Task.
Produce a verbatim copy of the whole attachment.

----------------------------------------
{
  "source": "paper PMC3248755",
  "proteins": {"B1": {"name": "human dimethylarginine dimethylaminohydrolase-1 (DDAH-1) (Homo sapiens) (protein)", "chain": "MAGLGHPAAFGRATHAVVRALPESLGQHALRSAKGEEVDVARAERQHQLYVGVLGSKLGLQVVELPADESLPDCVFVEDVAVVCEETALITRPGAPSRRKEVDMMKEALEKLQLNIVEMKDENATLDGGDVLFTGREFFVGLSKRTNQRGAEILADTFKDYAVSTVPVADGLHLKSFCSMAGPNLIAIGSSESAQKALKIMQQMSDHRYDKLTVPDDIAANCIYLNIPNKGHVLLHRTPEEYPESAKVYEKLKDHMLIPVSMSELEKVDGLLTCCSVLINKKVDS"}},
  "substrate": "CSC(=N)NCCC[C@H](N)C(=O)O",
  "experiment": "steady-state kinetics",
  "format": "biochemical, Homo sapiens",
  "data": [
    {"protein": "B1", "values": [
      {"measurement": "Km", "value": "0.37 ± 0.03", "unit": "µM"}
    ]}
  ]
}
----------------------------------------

{
  "source": "paper PMC3248755",
  "proteins": {"B1": {"name": "human dimethylarginine dimethylaminohydrolase-1 (DDAH-1) (Homo sapiens) (protein)", "chain": "MAGLGHPAAFGRATHAVVRALPESLGQHALRSAKGEEVDVARAERQHQLYVGVLGSKLGLQVVELPADESLPDCVFVEDVAVVCEETALITRPGAPSRRKEVDMMKEALEKLQLNIVEMKDENATLDGGDVLFTGREFFVGLSKRTNQRGAEILADTFKDYAVSTVPVADGLHLKSFCSMAGPNLIAIGSSESAQKALKIMQQMSDHRYDKLTVPDDIAANCIYLNIPNKGHVLLHRTPEEYPESAKVYEKLKDHMLIPVSMSELEKVDGLLTCCSVLINKKVDS"}},
  "substrate": "CSC(=N)NCCC[C@H](N)C(=O)O",
  "experiment": "steady-state kinetics",
  "format": "biochemical, Homo sapiens",
  "data": [
    {"protein": "B1", "values": [
      {"measurement": "Km", "value": "0.37 ± 0.03", "unit": "µM"}
    ]}
  ]
}